The settlers

During the 16th century the first attempts to colonise Vilhelmina were made. Agriculture is in other words a very late occurrence in these areas, at least if you consider how long people have actually lived here.

Ever since the inland ice in this area melted around 10 000 years ago, people survived mainly by hunting wild animals like moose, raindeer, birds and fish. This was the way of life in these parts of the land up until the Middle Ages. Depending on the season and on the access to food, people led a nomadic life and moved between different settlements. The Sami culture developed from these early hunting and fishing cultures that have existed in northern Fennoscandia since the Stone Age. The earliest archaeological traces that indicate that the Sami kept domesticated reindeer and led a nomadic lifestyle herding the raindeer date from the centuries soon after the birth of Christ.

The colonisation of Lapland

During the 15th century, a more extensive reindeer husbandry with large herds of domesticated reindeer developed. At around the same time the government started showing an interest in Lapland. The government had problems raising taxes and controlling the Sami trade. They also knew that the Swedish mountains were filled with ore that could possibly be extracted if there was access to labour in the area. If the government could persuade Swedish farmers to settle in Lapland there was also a future possibility of taxing homesteads. The idea was that farmers and raindeer herders would live side by side. The settlers were promised tax freedom for about 15-30 years. They were also excused from joining the army and had free access to land for housing and farming. The settlers were also free to fish and hunt to a certain extent. In return, the settlers were obligated to build houses and farm the land. After the years of tax freedom had passed, the worth of the settlement was calculated and a proper tax was decided upon.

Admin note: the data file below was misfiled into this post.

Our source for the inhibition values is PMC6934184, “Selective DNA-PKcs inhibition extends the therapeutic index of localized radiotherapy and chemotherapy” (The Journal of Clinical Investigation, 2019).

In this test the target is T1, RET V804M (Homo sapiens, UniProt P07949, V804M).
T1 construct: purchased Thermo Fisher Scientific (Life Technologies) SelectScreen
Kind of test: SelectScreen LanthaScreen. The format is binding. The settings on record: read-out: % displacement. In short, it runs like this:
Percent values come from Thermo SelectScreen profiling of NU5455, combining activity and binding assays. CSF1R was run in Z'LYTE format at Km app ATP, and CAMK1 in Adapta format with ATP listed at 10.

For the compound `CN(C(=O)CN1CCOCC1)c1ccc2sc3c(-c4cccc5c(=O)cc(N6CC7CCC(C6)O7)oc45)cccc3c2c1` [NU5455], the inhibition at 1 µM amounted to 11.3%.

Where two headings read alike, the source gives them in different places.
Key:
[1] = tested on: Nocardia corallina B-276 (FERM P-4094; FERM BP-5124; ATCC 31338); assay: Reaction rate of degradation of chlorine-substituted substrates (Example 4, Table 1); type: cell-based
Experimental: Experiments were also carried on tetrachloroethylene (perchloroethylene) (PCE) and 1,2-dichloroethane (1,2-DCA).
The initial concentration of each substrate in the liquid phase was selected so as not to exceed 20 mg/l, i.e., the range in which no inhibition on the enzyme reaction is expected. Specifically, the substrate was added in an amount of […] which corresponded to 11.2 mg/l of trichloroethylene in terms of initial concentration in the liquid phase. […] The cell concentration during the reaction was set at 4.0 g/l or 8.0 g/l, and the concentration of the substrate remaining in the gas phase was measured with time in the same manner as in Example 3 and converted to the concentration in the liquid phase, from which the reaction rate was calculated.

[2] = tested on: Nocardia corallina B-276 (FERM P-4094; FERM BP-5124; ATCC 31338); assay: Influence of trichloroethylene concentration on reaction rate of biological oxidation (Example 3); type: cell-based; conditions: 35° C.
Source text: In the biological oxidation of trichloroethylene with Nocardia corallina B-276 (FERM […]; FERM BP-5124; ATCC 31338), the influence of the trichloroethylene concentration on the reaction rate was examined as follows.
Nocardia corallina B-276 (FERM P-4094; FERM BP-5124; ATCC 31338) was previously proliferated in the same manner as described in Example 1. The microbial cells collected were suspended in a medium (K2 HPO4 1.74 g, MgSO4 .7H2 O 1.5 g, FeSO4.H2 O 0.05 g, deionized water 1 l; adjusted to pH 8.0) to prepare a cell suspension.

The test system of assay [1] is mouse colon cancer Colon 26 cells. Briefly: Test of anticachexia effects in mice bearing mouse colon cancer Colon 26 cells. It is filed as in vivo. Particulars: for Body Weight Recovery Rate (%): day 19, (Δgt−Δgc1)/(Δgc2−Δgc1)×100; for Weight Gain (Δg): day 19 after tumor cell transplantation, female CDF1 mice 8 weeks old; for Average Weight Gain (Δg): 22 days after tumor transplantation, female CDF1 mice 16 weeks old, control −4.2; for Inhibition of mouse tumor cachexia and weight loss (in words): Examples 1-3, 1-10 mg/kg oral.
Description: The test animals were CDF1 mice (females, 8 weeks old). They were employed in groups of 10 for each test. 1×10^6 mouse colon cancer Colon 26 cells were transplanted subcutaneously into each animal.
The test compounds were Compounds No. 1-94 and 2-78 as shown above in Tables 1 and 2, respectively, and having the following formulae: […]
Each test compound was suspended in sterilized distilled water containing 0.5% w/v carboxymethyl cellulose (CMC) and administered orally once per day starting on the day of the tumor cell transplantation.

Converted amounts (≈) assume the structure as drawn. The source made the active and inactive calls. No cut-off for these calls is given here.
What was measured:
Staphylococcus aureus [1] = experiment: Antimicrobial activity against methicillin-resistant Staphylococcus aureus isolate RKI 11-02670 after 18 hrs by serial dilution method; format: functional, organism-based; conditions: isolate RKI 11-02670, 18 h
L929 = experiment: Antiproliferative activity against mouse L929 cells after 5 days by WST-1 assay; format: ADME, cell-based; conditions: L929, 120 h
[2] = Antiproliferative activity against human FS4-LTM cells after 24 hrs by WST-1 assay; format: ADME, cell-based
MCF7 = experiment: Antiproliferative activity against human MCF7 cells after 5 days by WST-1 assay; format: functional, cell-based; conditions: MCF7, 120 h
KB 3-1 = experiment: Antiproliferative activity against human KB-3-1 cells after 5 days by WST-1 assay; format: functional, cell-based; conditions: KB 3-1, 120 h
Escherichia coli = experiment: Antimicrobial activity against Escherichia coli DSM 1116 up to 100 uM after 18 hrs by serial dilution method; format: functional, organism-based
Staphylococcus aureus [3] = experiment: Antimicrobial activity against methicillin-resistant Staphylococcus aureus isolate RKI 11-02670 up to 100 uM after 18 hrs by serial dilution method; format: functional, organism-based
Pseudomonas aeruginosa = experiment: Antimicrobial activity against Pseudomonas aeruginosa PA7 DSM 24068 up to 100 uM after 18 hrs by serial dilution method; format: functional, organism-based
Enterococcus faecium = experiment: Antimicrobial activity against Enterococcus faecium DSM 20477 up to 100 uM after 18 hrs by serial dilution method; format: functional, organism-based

Grundfors 1903. Foto: Helge Dahlstedt. Källa: Vbm.

In the end, both Swedes and Sami became settlers. The first colonisation attempt in Vilhelmina was made by the Sami Sven Jakobsson in Råsele. The year was 1726. This settlement was abandoned in the 1740’s. Not far from there, Erik Pålsson from Åsele settled down. Since this is the first settlement that was officially tax liberated, it is formally considered the oldest in Vilhelmina. Between the years 1750 and 1890, over a hundred tax liberated settlements in Vilhelmina were assessed and taxed. During this era there was, contrary to the hopes of the government, never any extraction of ore in this area.

Where did the settlers come from?

Many of the settlers came from the parishes alongside the Ångermanland river. Many poor maids and farmhands came from the Anundsjö, Åsele and Själevad parishes. They dreamt of creating their own home in Lapland. There were also settlers from the countys Dalarna, Norrbotten and the coast of Västerbotten. In rare cases, even ex soldiers and more highly educated men and women grasped the opportunity to start a new life in the wilderness of Lapland. Sweden was involved in several wars during the 16th century and that too could have been a reason for people to try their luck in Lapland, since the settlers weren't drafted to war.


Looking at the decrees issued in the 15th and 16th century, the Swedish government had high hopes that the settlers were going to be able to make a living on their farming. In hindsight it's obvious that it wasn't the agriculture that kept the early colonists alive - it was the live stock, the hunting and the fishing. It was of utmost importance for a settler to live close by good fishing waters and good haylands. The live stock were often fed grass harvested on bogs or along creeks.

Even though the odds for successful agriculture in the inland of northern Sweden were slim, it's remarkable how much land the settlers managed to cultivate. Especially considering the simple tools they had at their disposal. Through persistence and hard work they managed to cultivate little grain fields and potato slopes. Maybe it is not that strange that the pioneering spirit and lives of the settlers often are idealised in both literature and storytelling.